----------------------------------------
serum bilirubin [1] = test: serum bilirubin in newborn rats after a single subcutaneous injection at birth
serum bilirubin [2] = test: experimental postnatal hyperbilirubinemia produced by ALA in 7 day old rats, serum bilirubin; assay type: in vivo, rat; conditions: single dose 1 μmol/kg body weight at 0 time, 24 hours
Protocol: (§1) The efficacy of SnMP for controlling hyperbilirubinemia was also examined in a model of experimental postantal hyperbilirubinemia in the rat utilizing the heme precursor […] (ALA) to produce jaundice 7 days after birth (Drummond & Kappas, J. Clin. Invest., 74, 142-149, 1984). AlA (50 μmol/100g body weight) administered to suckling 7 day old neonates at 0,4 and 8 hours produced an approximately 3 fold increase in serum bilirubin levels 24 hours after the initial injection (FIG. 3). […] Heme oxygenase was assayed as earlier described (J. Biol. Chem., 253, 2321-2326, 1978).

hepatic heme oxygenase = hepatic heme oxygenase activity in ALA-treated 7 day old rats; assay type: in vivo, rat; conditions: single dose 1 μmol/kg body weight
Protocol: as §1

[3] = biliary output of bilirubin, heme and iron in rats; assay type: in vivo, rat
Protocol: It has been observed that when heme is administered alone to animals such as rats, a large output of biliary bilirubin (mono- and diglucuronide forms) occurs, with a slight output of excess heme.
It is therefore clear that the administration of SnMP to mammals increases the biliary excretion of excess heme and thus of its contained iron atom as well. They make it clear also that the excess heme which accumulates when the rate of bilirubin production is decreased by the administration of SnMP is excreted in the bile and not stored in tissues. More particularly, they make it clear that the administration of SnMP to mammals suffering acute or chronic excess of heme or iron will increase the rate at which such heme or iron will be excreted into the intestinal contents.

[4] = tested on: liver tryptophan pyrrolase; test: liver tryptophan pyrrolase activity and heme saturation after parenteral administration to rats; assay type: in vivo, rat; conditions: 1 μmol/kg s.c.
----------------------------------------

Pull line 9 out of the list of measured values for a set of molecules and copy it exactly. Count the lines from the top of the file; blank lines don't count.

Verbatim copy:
[4] = tested on: liver tryptophan pyrrolase; test: liver tryptophan pyrrolase activity and heme saturation after parenteral administration to rats; assay type: in vivo, rat; conditions: 1 μmol/kg s.c.